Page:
WHAT with The Whitworth scooping gold prize for England’s 'Large Visitor Attraction of the Year' and Manchester Art Gallery boasting over 25,000 pieces - also commanding the likes of Anthony Gormley suspended in the lobby - it’s easy to forget there’s more to Manchester’s art scene beyond the big guns.
Following our roundup of the city’s best galleries, and ahead of the increasingly popular annual Buy Art Fair next month, we decided to delve further into this hotbed of local talent and find some of the local artists giving Damien Hirst and the like a run for their millions.
One to watch according to Buy Art Fair’s Thom Hetherington, Giovanelli is currently exhibiting at Salford’s International 3 with solo show Prima Donna. Exploring notions of how a picture 'should' be looked at, Giovanelli subverts traditional portraiture by focusing in on a specific part: a beard, a chignon, a collar undone at the neck. Strangely intimate, these unconventional compositions draw attention to details we may otherwise overlook. More here
Underglow (image credit: louisegiovanelli.com)
Highland cattle seem to be all the rage at the moment - you’ll see them on homewares from cushions to cups - but it’s unlikely you’ll have seen any quite like Rob Oxley’s. In a wildlife sphere that some consider a bit passé, Oxley has decided to ‘find my own voice in a genre which is all technique and little imagination’. His unique style is characterised by zig-zag edges, bold dripping paint and the occasional use of psychedelic.
Highlander (image credit: castlegalleries.com)
Fast gaining attention for his brutal expressionism, with one of his large-scale pieces hanging pride of place in King Street’s new £1m new restaurant Grafene, Rayer-Smith aims to create a raw human energy in his abstracted canvases by working ‘intuitively and obsessively’ and avoiding repetition. The result is a fresh contemporary aesthetic that reveals more with every inspection. More here
Icon (image credit: ianrayersmith.com)
Taking inspiration from sources as wide-ranging as Pre-Raphaelites and the pop culture of Andy Warhol, Acheson’s paintings are vivid depictions of popular street culture. After presenting a lively northern commentary at Artzu last year with his solo Taste of Honey exhibition, Acheson’s most recent works - inspired by mannequins in a shop window - contrast staged dummies with the window reflections of outside hustle and bustle. More here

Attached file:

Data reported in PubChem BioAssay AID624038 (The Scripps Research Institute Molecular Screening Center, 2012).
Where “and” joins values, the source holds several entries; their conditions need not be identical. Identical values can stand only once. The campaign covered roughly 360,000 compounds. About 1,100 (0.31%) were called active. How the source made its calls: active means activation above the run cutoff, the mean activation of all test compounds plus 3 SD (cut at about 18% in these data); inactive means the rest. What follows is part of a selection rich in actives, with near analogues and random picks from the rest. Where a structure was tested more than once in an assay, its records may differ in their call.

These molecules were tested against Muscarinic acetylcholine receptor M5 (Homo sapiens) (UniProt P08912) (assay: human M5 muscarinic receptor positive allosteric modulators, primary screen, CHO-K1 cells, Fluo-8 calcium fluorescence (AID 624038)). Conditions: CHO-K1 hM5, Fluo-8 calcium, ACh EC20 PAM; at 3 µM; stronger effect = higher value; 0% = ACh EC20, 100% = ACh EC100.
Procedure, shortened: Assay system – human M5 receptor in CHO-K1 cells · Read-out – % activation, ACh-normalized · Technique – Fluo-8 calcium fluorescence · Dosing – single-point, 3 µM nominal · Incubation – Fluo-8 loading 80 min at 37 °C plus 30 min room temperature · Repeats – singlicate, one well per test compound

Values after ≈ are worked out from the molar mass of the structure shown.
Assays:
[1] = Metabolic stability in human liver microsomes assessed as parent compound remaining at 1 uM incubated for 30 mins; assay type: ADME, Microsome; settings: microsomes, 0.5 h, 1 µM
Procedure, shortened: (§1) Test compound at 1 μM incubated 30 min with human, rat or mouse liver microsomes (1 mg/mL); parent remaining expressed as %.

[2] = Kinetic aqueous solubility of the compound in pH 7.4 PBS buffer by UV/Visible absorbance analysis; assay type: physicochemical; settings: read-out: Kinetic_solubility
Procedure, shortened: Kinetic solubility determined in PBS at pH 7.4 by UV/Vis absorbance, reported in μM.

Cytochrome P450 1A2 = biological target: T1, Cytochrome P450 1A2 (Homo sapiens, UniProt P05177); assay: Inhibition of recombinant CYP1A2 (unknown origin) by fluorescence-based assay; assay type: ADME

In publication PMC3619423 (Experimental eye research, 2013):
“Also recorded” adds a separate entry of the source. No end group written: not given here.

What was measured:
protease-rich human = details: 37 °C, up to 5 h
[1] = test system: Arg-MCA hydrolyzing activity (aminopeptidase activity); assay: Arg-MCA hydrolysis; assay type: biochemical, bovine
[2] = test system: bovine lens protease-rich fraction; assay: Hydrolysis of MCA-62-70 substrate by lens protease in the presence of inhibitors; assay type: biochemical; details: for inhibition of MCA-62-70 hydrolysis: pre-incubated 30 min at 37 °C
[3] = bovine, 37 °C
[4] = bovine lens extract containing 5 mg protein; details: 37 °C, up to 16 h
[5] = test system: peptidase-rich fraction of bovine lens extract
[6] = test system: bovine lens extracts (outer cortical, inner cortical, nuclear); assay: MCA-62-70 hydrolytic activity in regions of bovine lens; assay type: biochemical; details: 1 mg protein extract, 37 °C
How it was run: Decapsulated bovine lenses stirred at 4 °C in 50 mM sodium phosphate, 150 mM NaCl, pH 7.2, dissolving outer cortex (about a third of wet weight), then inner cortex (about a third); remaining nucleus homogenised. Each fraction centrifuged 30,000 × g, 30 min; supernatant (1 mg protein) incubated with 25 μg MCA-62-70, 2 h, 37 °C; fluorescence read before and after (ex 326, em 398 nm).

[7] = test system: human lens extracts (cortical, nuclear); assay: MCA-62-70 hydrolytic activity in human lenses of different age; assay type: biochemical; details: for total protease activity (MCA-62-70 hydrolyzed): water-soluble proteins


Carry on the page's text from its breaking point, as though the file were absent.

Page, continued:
The Thrill Of It All (image credit: castlegalleries.com)
Producing around just twelve paintings a year, Entwistle clearly prides quality over quantity. The result is stunningly evocative landscapes that are regularly displayed alongside the likes of L.S. Lowry and Harold Riley. Whilst his output includes oil and watercolour, it’s arguably Entwistle’s use of tempera that distinguish him most; his paintings of the Central Library and Midland Hotel are two of only three tempera paintings ever completed of Manchester. A method that pre-dates oil and mixes a binder with pure pigment, tempera requires a year to cure but produces incredibly rich colours. More here
Whistling Sands (image credit: contemporarysix.co.uk)
Hancock may be the owner of PAPER gallery in Mirabel Studios but he’s also an incredibly talented artist himself. Painting from staged tableaux or from miniature still-life sets, Hancock’s primary interest lies in escapist communities that engage with both physical and digital worlds: manifesting in themes like cosplay and anime, exquisitely executed in tiny iridescent brushstrokes. More here
Advent Children I (image credit: mirabelstudios.co.uk)
Cowley describes himself as ‘probably the only surrealist full time digital photo collager in the country’ and attempted to enter the Guinness World Records with his 240 square metre Rebuilding Manchester collage. He’s also spoken of his contempt for the Manchester Art Society, which he brands as ‘closed’ and with little support for local artists like him; examples being Castlefield Gallery refusing to exhibit his work, despite his £15K Arts Council Grant, and the refurbished Whitworth no longer helping publicise local talent. Outspoken yes - perhaps with good reason - but, having developed his techniques over fifteen years, also an incredibly nifty and patient collager. More here
Rebuilding Manchester detail (image credit: mcrcollage.co.uk)
Lauran Sagar is a mixed media storyteller, who weaves mediums like glass and metals into snapshots of the local community. Alongside Sharon Campbell, she won the National Lottery Good Causes award for the Chandelier of Lost Earrings, a mass participation artwork made from over 3000 earrings donated by people who had lost the other. Standing at 2.5 metres high, the sculpture was first displayed at St Mary’s Hospital before touring the country. Sagar is currently calling for cloth to be used in a textile palace. More here
Chandelier of Lost Earrings (image credit: G Brokate)
Confronting and compelling at once, Chadderton’s apocalyptic cityscapes depict Manchester landmarks in the context of decay. In one scene, rubble-stewn streets front an eroding Printworks whilst another portrays rusted buses and a collapsed Urbis. Inspired by dystopian films like Bladerunner, these ghostly wastelands are made the more alarming by Chadderton’s super-realistic use of fusing painting with photography. More here
King Street (image credit: jrmedia.co.uk)
Wallace’s ‘properly-painted’ pictures invite viewers into a fantasy world of carnival fairgrounds, medieval harlequins and winged angels crashing from the sun. Sorcerers wield their magic, painted narcissists their mirrors and sinister horsemen clatter through fragmented otherworldly milieu; all brought to life with a jewel-like palette and astonishing attention to detail. More here